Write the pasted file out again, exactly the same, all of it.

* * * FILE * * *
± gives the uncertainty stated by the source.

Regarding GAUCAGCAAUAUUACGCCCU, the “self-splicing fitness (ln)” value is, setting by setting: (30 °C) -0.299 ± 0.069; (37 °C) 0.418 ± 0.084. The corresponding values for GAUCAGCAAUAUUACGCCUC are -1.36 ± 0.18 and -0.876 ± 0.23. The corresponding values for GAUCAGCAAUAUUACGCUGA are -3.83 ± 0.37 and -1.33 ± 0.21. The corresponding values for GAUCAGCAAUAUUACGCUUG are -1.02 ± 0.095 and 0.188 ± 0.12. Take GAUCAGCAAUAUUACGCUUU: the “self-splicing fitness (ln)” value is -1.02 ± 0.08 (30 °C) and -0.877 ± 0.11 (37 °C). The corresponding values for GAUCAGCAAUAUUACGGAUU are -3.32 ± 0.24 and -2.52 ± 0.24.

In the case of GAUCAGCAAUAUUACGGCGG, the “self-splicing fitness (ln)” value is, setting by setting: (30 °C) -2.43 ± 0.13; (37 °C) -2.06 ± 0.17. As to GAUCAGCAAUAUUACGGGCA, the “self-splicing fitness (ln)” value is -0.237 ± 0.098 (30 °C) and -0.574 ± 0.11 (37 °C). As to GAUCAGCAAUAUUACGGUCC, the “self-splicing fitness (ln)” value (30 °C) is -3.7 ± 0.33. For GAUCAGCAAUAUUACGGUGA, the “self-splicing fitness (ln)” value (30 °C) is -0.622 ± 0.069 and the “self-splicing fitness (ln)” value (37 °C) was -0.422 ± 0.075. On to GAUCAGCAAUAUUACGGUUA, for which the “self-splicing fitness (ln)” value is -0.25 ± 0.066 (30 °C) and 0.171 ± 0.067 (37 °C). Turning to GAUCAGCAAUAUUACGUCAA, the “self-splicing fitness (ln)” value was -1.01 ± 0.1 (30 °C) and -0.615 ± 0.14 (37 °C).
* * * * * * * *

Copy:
± gives the uncertainty stated by the source.

Regarding GAUCAGCAAUAUUACGCCCU, the “self-splicing fitness (ln)” value is, setting by setting: (30 °C) -0.299 ± 0.069; (37 °C) 0.418 ± 0.084. The corresponding values for GAUCAGCAAUAUUACGCCUC are -1.36 ± 0.18 and -0.876 ± 0.23. The corresponding values for GAUCAGCAAUAUUACGCUGA are -3.83 ± 0.37 and -1.33 ± 0.21. The corresponding values for GAUCAGCAAUAUUACGCUUG are -1.02 ± 0.095 and 0.188 ± 0.12. Take GAUCAGCAAUAUUACGCUUU: the “self-splicing fitness (ln)” value is -1.02 ± 0.08 (30 °C) and -0.877 ± 0.11 (37 °C). The corresponding values for GAUCAGCAAUAUUACGGAUU are -3.32 ± 0.24 and -2.52 ± 0.24.

In the case of GAUCAGCAAUAUUACGGCGG, the “self-splicing fitness (ln)” value is, setting by setting: (30 °C) -2.43 ± 0.13; (37 °C) -2.06 ± 0.17. As to GAUCAGCAAUAUUACGGGCA, the “self-splicing fitness (ln)” value is -0.237 ± 0.098 (30 °C) and -0.574 ± 0.11 (37 °C). As to GAUCAGCAAUAUUACGGUCC, the “self-splicing fitness (ln)” value (30 °C) is -3.7 ± 0.33. For GAUCAGCAAUAUUACGGUGA, the “self-splicing fitness (ln)” value (30 °C) is -0.622 ± 0.069 and the “self-splicing fitness (ln)” value (37 °C) was -0.422 ± 0.075. On to GAUCAGCAAUAUUACGGUUA, for which the “self-splicing fitness (ln)” value is -0.25 ± 0.066 (30 °C) and 0.171 ± 0.067 (37 °C). Turning to GAUCAGCAAUAUUACGUCAA, the “self-splicing fitness (ln)” value was -1.01 ± 0.1 (30 °C) and -0.615 ± 0.14 (37 °C).